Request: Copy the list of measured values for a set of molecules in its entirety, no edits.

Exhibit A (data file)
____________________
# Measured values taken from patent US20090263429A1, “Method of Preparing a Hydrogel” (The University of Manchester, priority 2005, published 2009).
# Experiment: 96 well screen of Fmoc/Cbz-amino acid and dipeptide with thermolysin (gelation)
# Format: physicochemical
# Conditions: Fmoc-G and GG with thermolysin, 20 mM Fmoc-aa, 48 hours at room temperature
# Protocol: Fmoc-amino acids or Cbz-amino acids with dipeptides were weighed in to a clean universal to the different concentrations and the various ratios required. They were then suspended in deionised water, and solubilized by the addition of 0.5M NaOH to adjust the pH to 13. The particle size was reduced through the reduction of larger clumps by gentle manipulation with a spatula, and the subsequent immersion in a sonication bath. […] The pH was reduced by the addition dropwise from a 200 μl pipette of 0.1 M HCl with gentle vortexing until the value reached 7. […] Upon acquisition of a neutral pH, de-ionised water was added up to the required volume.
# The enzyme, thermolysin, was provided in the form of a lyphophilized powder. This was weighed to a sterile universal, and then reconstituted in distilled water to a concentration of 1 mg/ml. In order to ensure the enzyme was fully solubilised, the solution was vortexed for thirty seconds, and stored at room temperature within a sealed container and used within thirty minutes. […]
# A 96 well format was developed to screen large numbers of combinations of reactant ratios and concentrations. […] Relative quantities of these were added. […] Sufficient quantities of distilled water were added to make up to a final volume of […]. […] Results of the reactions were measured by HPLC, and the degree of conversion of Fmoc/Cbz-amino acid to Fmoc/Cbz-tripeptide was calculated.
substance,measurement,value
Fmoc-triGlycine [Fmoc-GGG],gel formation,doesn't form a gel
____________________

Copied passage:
# Measured values taken from patent US20090263429A1, “Method of Preparing a Hydrogel” (The University of Manchester, priority 2005, published 2009).
# Experiment: 96 well screen of Fmoc/Cbz-amino acid and dipeptide with thermolysin (gelation)
# Format: physicochemical
# Conditions: Fmoc-G and GG with thermolysin, 20 mM Fmoc-aa, 48 hours at room temperature
# Protocol: Fmoc-amino acids or Cbz-amino acids with dipeptides were weighed in to a clean universal to the different concentrations and the various ratios required. They were then suspended in deionised water, and solubilized by the addition of 0.5M NaOH to adjust the pH to 13. The particle size was reduced through the reduction of larger clumps by gentle manipulation with a spatula, and the subsequent immersion in a sonication bath. […] The pH was reduced by the addition dropwise from a 200 μl pipette of 0.1 M HCl with gentle vortexing until the value reached 7. […] Upon acquisition of a neutral pH, de-ionised water was added up to the required volume.
# The enzyme, thermolysin, was provided in the form of a lyphophilized powder. This was weighed to a sterile universal, and then reconstituted in distilled water to a concentration of 1 mg/ml. In order to ensure the enzyme was fully solubilised, the solution was vortexed for thirty seconds, and stored at room temperature within a sealed container and used within thirty minutes. […]
# A 96 well format was developed to screen large numbers of combinations of reactant ratios and concentrations. […] Relative quantities of these were added. […] Sufficient quantities of distilled water were added to make up to a final volume of […]. […] Results of the reactions were measured by HPLC, and the degree of conversion of Fmoc/Cbz-amino acid to Fmoc/Cbz-tripeptide was calculated.
substance,measurement,value
Fmoc-triGlycine [Fmoc-GGG],gel formation,doesn't form a gel